Numerical investigation of mechanical induced stress during precision end milling hardened tool steel

Reimer, Andreas and Fitzpatrick, Stephen and Luo, Xichun and Zhao, Jie; Markopoulos, Angelos P. and Vosniakos, George-Christopher, eds. (2017) Numerical investigation of mechanical induced stress during precision end milling hardened tool steel. In: Precision Machining IX. Solid State Phenomena . Trans Tech Publications Ltd, GRC, pp. 362-369. ISBN 9783035731996 (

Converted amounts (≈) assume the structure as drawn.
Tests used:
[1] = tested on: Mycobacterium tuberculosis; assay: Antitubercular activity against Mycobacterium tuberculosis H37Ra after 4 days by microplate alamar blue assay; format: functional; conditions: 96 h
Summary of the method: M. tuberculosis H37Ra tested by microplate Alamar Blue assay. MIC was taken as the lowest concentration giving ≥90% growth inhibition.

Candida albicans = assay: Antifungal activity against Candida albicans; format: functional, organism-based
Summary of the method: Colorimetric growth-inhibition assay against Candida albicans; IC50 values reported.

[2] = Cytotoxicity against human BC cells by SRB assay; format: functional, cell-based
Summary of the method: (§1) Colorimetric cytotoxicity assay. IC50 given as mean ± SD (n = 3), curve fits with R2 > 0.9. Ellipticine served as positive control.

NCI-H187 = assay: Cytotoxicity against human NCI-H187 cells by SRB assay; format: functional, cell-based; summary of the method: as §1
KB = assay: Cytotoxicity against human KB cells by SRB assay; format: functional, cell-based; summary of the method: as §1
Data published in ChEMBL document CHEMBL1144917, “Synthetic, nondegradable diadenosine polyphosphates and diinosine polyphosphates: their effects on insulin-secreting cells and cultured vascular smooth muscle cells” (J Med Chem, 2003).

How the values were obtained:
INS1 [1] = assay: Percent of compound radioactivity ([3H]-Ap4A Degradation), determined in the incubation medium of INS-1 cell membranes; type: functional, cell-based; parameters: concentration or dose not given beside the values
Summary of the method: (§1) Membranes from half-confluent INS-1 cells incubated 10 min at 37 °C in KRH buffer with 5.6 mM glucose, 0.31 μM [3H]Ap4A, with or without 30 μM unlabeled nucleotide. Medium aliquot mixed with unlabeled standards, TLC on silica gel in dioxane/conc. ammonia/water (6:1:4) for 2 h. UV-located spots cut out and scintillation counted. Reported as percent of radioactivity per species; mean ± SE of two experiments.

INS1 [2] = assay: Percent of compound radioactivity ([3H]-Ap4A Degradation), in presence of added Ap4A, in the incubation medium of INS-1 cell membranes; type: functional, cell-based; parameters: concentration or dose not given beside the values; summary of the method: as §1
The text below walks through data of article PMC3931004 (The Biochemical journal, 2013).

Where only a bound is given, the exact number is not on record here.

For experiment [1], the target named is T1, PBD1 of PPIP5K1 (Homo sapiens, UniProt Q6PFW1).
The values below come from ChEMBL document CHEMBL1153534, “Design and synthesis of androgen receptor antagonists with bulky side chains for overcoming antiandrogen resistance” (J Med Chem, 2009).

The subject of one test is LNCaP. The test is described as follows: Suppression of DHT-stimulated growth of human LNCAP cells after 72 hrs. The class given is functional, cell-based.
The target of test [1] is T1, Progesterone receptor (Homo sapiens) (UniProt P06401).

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Hardened tool steels are widely used materials for forming dies, due to their increased strength and hardness. However, their machinability is very poor, due to the high hardness of the material, which leads to high cutting forces and premature failure of the cutting tools. This is also associated with machining induced tensile stresses within the work piece. No full factorial design has been performed when end milling tool steel, due to the high associated costs. Instead of physical experiments, numerical models are commonly used to save cost and time. However, most of the recent research focus was only on 2D FE-Models. 2D model can be used for simulation of some simplified process, however, the results are not sufficient for accurate prediction. Therefore, a 3D FE-model of a precision end milling process with a two-flute ball nose cutter were established in this paper, in order to build a multi cutting edge model. In the FE-Model, a subroutine was implemented to model work piece hardening during the cutting process. The subroutine realised an accurate prediction of the residual stress and cutting forces. In addition, a material removal criterion was developed and implemented. The influence of cutting parameters on cutting force for end milling H13 tool steel was studied, through full factorial numerical simulations, to evaluate the effectiveness of this FEA model. Subsequently, after validation of the FEM model through machining trials, empirical models were developed for predicting cutting forces and residual stress. The cutting parameters evaluated were cutting speed, feed rate and depth of cut. In summary, it was found that the simulation and the experiments had a good agreement on the value and trend of the residual stress. The FEM model can be effectively used to predict residual stress in the machined surface.